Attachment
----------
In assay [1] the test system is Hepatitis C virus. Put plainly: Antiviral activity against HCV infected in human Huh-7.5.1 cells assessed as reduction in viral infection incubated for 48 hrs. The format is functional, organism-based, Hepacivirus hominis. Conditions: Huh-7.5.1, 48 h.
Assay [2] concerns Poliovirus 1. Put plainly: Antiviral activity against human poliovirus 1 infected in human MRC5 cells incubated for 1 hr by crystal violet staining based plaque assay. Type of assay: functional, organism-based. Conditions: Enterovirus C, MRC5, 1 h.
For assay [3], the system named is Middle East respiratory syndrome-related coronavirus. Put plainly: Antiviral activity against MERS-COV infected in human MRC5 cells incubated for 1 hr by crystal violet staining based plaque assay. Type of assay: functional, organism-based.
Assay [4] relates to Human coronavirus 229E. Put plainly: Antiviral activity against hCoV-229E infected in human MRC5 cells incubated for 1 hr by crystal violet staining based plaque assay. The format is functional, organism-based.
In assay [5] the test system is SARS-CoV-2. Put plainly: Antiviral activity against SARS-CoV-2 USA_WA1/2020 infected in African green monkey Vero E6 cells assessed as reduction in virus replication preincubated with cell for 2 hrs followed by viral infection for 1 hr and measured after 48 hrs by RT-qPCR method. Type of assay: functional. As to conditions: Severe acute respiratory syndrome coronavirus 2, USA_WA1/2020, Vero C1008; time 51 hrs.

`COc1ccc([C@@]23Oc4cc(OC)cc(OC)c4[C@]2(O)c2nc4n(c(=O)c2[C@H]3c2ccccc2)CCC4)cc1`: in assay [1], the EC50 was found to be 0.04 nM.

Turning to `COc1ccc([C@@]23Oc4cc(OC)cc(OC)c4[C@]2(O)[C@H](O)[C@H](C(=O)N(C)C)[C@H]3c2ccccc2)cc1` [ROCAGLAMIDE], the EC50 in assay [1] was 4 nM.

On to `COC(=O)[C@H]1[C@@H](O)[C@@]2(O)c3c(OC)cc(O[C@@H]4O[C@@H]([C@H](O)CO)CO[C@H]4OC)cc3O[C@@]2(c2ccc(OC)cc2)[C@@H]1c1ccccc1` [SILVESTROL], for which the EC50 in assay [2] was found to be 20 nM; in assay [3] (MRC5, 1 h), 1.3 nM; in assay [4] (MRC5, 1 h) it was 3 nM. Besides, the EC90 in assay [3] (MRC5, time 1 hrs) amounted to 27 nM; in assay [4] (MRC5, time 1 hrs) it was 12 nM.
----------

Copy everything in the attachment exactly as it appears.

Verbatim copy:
In assay [1] the test system is Hepatitis C virus. Put plainly: Antiviral activity against HCV infected in human Huh-7.5.1 cells assessed as reduction in viral infection incubated for 48 hrs. The format is functional, organism-based, Hepacivirus hominis. Conditions: Huh-7.5.1, 48 h.
Assay [2] concerns Poliovirus 1. Put plainly: Antiviral activity against human poliovirus 1 infected in human MRC5 cells incubated for 1 hr by crystal violet staining based plaque assay. Type of assay: functional, organism-based. Conditions: Enterovirus C, MRC5, 1 h.
For assay [3], the system named is Middle East respiratory syndrome-related coronavirus. Put plainly: Antiviral activity against MERS-COV infected in human MRC5 cells incubated for 1 hr by crystal violet staining based plaque assay. Type of assay: functional, organism-based.
Assay [4] relates to Human coronavirus 229E. Put plainly: Antiviral activity against hCoV-229E infected in human MRC5 cells incubated for 1 hr by crystal violet staining based plaque assay. The format is functional, organism-based.
In assay [5] the test system is SARS-CoV-2. Put plainly: Antiviral activity against SARS-CoV-2 USA_WA1/2020 infected in African green monkey Vero E6 cells assessed as reduction in virus replication preincubated with cell for 2 hrs followed by viral infection for 1 hr and measured after 48 hrs by RT-qPCR method. Type of assay: functional. As to conditions: Severe acute respiratory syndrome coronavirus 2, USA_WA1/2020, Vero C1008; time 51 hrs.

`COc1ccc([C@@]23Oc4cc(OC)cc(OC)c4[C@]2(O)c2nc4n(c(=O)c2[C@H]3c2ccccc2)CCC4)cc1`: in assay [1], the EC50 was found to be 0.04 nM.

Turning to `COc1ccc([C@@]23Oc4cc(OC)cc(OC)c4[C@]2(O)[C@H](O)[C@H](C(=O)N(C)C)[C@H]3c2ccccc2)cc1` [ROCAGLAMIDE], the EC50 in assay [1] was 4 nM.

On to `COC(=O)[C@H]1[C@@H](O)[C@@]2(O)c3c(OC)cc(O[C@@H]4O[C@@H]([C@H](O)CO)CO[C@H]4OC)cc3O[C@@]2(c2ccc(OC)cc2)[C@@H]1c1ccccc1` [SILVESTROL], for which the EC50 in assay [2] was found to be 20 nM; in assay [3] (MRC5, 1 h), 1.3 nM; in assay [4] (MRC5, 1 h) it was 3 nM. Besides, the EC90 in assay [3] (MRC5, time 1 hrs) amounted to 27 nM; in assay [4] (MRC5, time 1 hrs) it was 12 nM.